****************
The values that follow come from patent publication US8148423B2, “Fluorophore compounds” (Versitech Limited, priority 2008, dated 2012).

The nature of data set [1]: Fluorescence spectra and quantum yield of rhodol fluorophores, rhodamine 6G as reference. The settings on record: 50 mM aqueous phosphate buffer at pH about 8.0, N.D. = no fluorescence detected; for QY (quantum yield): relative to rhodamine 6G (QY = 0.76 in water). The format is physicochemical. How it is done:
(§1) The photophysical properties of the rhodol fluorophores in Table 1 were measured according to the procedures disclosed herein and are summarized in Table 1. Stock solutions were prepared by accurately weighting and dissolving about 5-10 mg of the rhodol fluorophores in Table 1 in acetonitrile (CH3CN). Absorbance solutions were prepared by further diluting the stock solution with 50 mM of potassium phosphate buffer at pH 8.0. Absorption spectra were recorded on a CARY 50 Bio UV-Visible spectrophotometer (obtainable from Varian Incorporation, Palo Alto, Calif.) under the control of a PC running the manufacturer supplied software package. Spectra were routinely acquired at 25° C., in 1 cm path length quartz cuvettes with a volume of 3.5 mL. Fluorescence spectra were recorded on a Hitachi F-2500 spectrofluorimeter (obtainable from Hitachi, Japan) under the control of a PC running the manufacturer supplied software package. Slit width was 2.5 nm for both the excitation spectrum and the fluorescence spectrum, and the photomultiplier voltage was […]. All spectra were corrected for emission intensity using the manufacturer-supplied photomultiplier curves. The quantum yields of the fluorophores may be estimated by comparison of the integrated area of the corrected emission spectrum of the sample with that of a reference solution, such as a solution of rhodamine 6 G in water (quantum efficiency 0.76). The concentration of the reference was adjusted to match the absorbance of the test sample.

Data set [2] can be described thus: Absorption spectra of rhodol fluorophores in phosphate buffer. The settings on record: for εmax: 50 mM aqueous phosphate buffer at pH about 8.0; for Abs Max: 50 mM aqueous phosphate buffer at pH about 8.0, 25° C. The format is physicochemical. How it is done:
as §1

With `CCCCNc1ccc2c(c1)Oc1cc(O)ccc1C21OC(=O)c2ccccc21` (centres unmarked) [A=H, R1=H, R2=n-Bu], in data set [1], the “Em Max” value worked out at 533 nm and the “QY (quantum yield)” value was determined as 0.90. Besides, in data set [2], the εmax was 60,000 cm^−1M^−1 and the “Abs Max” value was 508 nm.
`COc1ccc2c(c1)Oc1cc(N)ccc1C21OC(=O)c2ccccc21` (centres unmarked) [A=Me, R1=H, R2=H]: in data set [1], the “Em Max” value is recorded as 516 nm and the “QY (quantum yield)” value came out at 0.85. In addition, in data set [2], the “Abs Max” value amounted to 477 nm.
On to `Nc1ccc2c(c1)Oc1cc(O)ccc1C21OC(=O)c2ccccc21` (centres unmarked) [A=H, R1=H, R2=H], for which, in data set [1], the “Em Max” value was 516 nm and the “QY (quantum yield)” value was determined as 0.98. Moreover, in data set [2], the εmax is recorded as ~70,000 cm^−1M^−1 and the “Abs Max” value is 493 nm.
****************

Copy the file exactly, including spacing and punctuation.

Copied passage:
The values that follow come from patent publication US8148423B2, “Fluorophore compounds” (Versitech Limited, priority 2008, dated 2012).

The nature of data set [1]: Fluorescence spectra and quantum yield of rhodol fluorophores, rhodamine 6G as reference. The settings on record: 50 mM aqueous phosphate buffer at pH about 8.0, N.D. = no fluorescence detected; for QY (quantum yield): relative to rhodamine 6G (QY = 0.76 in water). The format is physicochemical. How it is done:
(§1) The photophysical properties of the rhodol fluorophores in Table 1 were measured according to the procedures disclosed herein and are summarized in Table 1. Stock solutions were prepared by accurately weighting and dissolving about 5-10 mg of the rhodol fluorophores in Table 1 in acetonitrile (CH3CN). Absorbance solutions were prepared by further diluting the stock solution with 50 mM of potassium phosphate buffer at pH 8.0. Absorption spectra were recorded on a CARY 50 Bio UV-Visible spectrophotometer (obtainable from Varian Incorporation, Palo Alto, Calif.) under the control of a PC running the manufacturer supplied software package. Spectra were routinely acquired at 25° C., in 1 cm path length quartz cuvettes with a volume of 3.5 mL. Fluorescence spectra were recorded on a Hitachi F-2500 spectrofluorimeter (obtainable from Hitachi, Japan) under the control of a PC running the manufacturer supplied software package. Slit width was 2.5 nm for both the excitation spectrum and the fluorescence spectrum, and the photomultiplier voltage was […]. All spectra were corrected for emission intensity using the manufacturer-supplied photomultiplier curves. The quantum yields of the fluorophores may be estimated by comparison of the integrated area of the corrected emission spectrum of the sample with that of a reference solution, such as a solution of rhodamine 6 G in water (quantum efficiency 0.76). The concentration of the reference was adjusted to match the absorbance of the test sample.

Data set [2] can be described thus: Absorption spectra of rhodol fluorophores in phosphate buffer. The settings on record: for εmax: 50 mM aqueous phosphate buffer at pH about 8.0; for Abs Max: 50 mM aqueous phosphate buffer at pH about 8.0, 25° C. The format is physicochemical. How it is done:
as §1

With `CCCCNc1ccc2c(c1)Oc1cc(O)ccc1C21OC(=O)c2ccccc21` (centres unmarked) [A=H, R1=H, R2=n-Bu], in data set [1], the “Em Max” value worked out at 533 nm and the “QY (quantum yield)” value was determined as 0.90. Besides, in data set [2], the εmax was 60,000 cm^−1M^−1 and the “Abs Max” value was 508 nm.
`COc1ccc2c(c1)Oc1cc(N)ccc1C21OC(=O)c2ccccc21` (centres unmarked) [A=Me, R1=H, R2=H]: in data set [1], the “Em Max” value is recorded as 516 nm and the “QY (quantum yield)” value came out at 0.85. In addition, in data set [2], the “Abs Max” value amounted to 477 nm.
On to `Nc1ccc2c(c1)Oc1cc(O)ccc1C21OC(=O)c2ccccc21` (centres unmarked) [A=H, R1=H, R2=H], for which, in data set [1], the “Em Max” value was 516 nm and the “QY (quantum yield)” value was determined as 0.98. Moreover, in data set [2], the εmax is recorded as ~70,000 cm^−1M^−1 and the “Abs Max” value is 493 nm.